History of the William Morris windows

The replacing of an old church with a new one was a rare event, however the new St Augustine’s Church, designed in a traditional Gothic style, was dedicated on 28th August 1924. Under Reverend Edward Fernie parishioners furnished the new church, and some chose William Morris lead light windows.

William Morris a designer, craftsman and decorator, is considered amongst the greatest pattern makers of all times. His highly skilled group produced superior stained glass.

St Augustine’s Unley 14 significant William Morris stained glass windows, of which 12 were made at the premises of Morris and Co, at the Merton Abbey Works, London. These windows were all donated between 1928 and 1948, many donations by founding colonists or their children. The stories in these windows depict these colonists’ endurance, commitment and passion, not only for life, but for their faith.

Over time, heat and direct sunlight remove the linseed oil from the putty, it becomes powdery and cracks in the putty appear on the external face of the window. The powdery putty is no longer water proof and rain water seeps through to the internal side of the window.


The task ahead

After 93 years, the putty is no longer water proof and these magnificent William Morris windows have begun to buckle in their casements. To preserve these windows, your donation will support their urgent restoration.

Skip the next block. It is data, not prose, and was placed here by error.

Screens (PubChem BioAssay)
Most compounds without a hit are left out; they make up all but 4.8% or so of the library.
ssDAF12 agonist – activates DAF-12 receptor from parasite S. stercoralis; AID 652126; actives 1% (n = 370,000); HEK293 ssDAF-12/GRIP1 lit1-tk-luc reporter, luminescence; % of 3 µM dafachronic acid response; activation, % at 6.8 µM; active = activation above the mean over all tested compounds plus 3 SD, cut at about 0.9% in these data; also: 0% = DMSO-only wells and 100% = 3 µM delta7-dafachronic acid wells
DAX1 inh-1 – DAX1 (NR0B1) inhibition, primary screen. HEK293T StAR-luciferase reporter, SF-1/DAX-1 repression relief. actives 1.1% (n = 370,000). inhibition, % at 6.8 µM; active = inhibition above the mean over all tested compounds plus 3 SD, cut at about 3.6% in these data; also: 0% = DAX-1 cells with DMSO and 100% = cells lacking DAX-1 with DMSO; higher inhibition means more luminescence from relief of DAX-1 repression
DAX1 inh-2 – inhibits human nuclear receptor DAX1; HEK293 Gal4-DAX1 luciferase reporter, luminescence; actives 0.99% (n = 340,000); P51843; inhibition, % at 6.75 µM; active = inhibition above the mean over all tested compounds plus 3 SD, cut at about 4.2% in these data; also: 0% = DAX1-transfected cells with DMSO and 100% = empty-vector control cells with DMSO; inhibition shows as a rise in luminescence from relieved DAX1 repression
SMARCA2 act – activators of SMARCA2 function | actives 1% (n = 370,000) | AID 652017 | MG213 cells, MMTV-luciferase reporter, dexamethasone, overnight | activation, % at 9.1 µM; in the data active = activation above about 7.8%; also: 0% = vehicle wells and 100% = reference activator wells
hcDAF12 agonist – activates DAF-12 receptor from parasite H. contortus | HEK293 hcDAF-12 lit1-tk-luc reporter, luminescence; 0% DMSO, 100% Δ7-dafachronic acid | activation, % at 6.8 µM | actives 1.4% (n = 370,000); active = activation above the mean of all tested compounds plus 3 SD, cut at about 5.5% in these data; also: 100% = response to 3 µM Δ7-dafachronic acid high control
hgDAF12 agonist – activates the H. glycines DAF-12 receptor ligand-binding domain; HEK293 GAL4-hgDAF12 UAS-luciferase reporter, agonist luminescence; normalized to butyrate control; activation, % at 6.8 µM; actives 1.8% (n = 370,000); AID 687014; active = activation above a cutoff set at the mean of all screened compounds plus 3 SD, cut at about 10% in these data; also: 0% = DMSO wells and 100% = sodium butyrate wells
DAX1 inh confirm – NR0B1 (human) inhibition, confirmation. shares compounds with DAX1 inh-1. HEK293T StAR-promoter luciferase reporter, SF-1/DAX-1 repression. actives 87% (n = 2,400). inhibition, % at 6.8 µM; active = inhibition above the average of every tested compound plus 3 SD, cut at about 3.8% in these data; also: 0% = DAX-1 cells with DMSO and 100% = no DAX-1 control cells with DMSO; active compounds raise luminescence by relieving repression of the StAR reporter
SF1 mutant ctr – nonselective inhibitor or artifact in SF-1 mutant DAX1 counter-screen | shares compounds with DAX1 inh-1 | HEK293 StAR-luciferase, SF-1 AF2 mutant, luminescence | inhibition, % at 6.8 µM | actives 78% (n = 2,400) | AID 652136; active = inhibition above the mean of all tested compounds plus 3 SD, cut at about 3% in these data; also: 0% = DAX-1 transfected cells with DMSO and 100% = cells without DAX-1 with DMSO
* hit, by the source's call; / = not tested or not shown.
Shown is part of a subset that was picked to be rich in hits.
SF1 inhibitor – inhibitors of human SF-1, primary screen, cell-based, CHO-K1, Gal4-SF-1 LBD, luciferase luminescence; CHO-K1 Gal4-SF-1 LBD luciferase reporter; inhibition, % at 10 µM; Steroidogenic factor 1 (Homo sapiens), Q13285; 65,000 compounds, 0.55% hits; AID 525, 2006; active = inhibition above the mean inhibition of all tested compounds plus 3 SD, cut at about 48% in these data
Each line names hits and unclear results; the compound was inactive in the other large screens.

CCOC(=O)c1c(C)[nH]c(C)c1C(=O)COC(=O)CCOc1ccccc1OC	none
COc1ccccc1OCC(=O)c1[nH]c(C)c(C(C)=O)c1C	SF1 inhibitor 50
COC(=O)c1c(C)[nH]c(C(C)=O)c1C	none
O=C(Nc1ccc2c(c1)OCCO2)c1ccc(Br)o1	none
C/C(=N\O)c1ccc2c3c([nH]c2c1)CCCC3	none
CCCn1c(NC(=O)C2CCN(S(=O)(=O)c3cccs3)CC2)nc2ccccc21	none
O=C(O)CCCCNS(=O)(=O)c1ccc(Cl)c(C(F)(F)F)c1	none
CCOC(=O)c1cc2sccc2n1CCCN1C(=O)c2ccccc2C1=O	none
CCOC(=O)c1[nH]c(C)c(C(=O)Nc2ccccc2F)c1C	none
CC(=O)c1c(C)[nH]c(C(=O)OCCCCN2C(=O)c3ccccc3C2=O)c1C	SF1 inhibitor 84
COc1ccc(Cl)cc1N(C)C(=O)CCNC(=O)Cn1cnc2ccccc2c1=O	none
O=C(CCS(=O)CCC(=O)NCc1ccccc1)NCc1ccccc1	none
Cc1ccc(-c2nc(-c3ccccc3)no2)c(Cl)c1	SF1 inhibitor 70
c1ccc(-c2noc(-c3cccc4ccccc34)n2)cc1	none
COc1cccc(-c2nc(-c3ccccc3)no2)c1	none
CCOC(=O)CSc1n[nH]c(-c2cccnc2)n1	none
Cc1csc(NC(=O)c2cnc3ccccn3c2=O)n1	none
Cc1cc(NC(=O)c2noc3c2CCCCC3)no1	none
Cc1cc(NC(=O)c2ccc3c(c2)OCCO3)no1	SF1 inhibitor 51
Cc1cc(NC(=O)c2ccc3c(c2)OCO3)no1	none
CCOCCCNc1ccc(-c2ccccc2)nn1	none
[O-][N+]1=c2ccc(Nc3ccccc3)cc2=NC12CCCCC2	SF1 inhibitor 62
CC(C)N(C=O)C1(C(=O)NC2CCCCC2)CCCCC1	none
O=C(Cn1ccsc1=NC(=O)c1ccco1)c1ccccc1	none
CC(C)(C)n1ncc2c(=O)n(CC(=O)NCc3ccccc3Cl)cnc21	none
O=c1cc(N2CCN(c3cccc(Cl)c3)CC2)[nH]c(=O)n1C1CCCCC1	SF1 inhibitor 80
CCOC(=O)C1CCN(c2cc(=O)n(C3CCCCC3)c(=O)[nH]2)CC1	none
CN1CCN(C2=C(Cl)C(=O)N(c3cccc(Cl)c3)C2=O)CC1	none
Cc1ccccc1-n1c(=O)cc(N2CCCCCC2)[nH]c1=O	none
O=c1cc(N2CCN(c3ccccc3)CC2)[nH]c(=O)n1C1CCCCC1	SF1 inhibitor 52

History of the organ

St Augustine’s role in the community, as a place of worship and a venue for civic and musical events has been enriched by the J C Bishop and Sons organ.

At a meeting on 2 July 1930, it was unanimously decided to purchase the J C Bishop and Sons organ, which was, at the time, in St Peters Cathedral. J C Bishop and Sons founded in 1795,were known as master organ builders. Their attention to detail and expert knowledge, combined with ingenuity and craftsmanship, produced  some of the finest English organs of the nineteenth century.

The present organ was built in 1877 in London. Before being installed the organ was modernised. The original mechanical action was replaced by  electro pneumatic mechanism by Hill, Norman and Beard. The pipe work has been left as voiced by Bishop and Sons .

In 2001 storm damage made the organ unplayable. This necessitated extensive repairs by Leith Jacobs of Adelaide.

The organs contain 1920 pipes, the largest being the Pedal Open Diapason 16 feet long ( 488 cm), the smallest a small metal pipe just a few inches long (61cm).


The task ahead

Age is catching up with the organ and a comprehensive restoration, focusing on preserving the original tonal scheme and enhancing the mechanical aspects of the organ with modern aids, will ensure improved action response, ongoing reliability and tuning stability. Your donation will support these imperative restorations.


St Augustine's Unley Anglican Church



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